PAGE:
What to Do If You Lose Your JobBy Derek On January 25, 2012 Under Post
“If you can keep your head when all about you are losing theirs…” - Kipling
It is a cold January here manning the fort on the eastern front of global finance. All is quiet on the high plains in Hong Kong as the Chinese New Year holiday comes to a hazy end. With the beginning of the Year of the Dragon, activity in our markets is sure to pick up. A lot of that activity, however, will be cost cutting rather than money making. Last year, the global financial industry may have lost 200,000 jobs, depending on the source. Let’s look at the recent announcements of some of the big banks:
Citi: Plans to cut another 1,200 jobs in the IB. Share price down 38%, 2011
JPM: Cut workforce 4%, plans to cut another 1,000 jobs. Shares down 11%
MS: Plans to cut 1,600 jobs. Shares down 33% 2011
GS: Cut 2,400 jobs last year, possibly looking at more. Shares down 35%
Etc, etc. The common theme here is current cost structures can’t be supported by current business flow. In the absence of rising revenues management has to prove to shareholders they will at least see falling costs. That means more layoffs ahead on top of the estimates above. The only thing that will avert this is a roaring bull market sweeping down majestically across the plains. Wait, let me stand up in my stirrups and look at the horizon. Nope. Don’t see one.
How to Keep Your Job
Moynihan, the CEO of Bank of America, according to Reuters is, “…scouring the global banking and markets unit for expenses to cut after a 58 percent stock plunge last year.” Your manager, wherever you work, will be under pressure to do the same. We are all fighting global forces largely beyond our control but there are a few things you can do to protect yourself.
1) Head down. Don’t raise your head above the parapet and become an instant target for the snipers prowling around you.
2) Don’t make any mistakes. Similar to number one; basically, don’t give them a reason to can your ass.
3) Bring in new business. If you can attach yourself to a new revenue stream, whether you are a trader, a sales person or an analyst you may buy yourself some time.
So, You Got Your Walking Papers
Well, you tried all the ideas above and you still got the axe. Welcome to life in a cyclical business. There are two good things, if you can call them that, about losing your job now:
1) Nobody will blame you
2) The hiring season is ahead
Let me explain the first one. With hundreds of thousands of people getting the pink slip, your resume won’t look bad in the future because of this dismissal. A future job interview will probably go like this:
Interviewer: I see you lost your job in 2012.
You: Yes, it was a bad time for many.
(Note: Try and be magnanimous here. Don’t say things like, “Those assholes fired me to protect their own jobs.” It makes you look immature. Everyone will know and remember all the layoffs in 2011-2012. There is no stigma here).
The other “good” thing about your recent dismissal is the time of year. It sounds counterintuitive that banks are hiring while they are laying off thousands but they are. Management likes to use terms I hate, such as “talent upgrade.” Even if they let go half of their sales desk they will likely hire one or two more “new faces” that have relationships they still need. It is the same with research and trading.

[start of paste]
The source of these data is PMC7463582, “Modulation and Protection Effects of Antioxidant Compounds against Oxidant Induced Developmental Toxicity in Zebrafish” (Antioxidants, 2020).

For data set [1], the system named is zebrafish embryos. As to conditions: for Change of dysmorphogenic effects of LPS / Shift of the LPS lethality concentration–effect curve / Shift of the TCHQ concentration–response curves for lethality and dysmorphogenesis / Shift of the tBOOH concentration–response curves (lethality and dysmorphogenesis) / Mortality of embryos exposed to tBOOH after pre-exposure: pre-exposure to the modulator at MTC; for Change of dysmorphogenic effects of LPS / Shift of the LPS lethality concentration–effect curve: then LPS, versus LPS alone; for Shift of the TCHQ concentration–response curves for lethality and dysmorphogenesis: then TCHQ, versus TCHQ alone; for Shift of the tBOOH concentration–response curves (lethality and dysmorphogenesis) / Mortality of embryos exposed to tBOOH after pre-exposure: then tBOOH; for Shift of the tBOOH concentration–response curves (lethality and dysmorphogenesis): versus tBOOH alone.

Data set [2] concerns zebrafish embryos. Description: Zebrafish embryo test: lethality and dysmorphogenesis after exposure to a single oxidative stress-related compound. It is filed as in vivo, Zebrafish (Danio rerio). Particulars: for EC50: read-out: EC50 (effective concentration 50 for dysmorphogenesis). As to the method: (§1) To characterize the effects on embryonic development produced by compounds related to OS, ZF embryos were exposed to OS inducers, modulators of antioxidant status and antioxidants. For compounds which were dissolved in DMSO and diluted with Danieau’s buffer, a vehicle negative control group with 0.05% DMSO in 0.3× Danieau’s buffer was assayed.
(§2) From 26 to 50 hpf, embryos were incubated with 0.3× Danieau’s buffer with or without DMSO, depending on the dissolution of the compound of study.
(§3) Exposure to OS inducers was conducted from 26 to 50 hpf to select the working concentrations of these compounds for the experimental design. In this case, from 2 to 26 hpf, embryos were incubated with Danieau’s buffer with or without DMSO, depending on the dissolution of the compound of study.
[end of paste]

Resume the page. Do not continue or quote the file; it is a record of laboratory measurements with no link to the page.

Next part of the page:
What to Do Now
1) Don’t cry. Be a man – even if you are a woman
2) Thank everyone you worked with including the prick who fires you
3) Update your CV
4) Stay visible
Now you need to network. But don’t be somebody that everyone feels sorry for. Keep a positive attitude and people will respond accordingly. When you meet friends or people you know in the business after you lost your job you don’t want them to feel sorry for you. Don’t tell people you are sitting at home, finger up your nose, watching a phone that never rings. Tell them you are “having discussions” or are “in contact with” several shops but are happy to wait for the right offer. This gives you “social proof.” If you aren’t talking to any firms, or nobody is showing interest in you, it gives the impression to the market that you are toxic waste. But don’t overdo it. Honesty is always the best policy and we are kind of entering a gray area here.
Headhunters – Good or bad?
Most quality executive search firms find people for jobs – not the other way around. They are not an employment service. They work on a (hefty) commission to go out and get the right person for the job mandate they have been contracted to fill. If you find a headhunter who is interested in you, remember they will be taking a big cut of your first year’s compensation at your new job. The bank will be paying you less in order to cover this cost. Beware of recruiters. They work at the mass end of executive search and basically collect resumes that they use to flood banks, hoping one sticks. They aren’t much use to you and your CV is just tossed in a box along with everyone else. At the end of the day, the bank takes the box and throws the box away. Don’t ever pay a fee for this type of “service.” Some shysters out there work on such a boiler room model and you won’t get anything after you hand over your cash.
My Two Favorite Words: Time Off
If you are banging your head against the wall for months and months with no results then it is time to re-evaluate. Either the business isn’t coming back or you are perceived by the market as not suited to the business. You might want to try another field. Or you might want to go back to school, or go dig toilets in South America. Do something that you want that will make you stand out when you jump back in the job market again. You can have fun doing this and it will make you a better person too.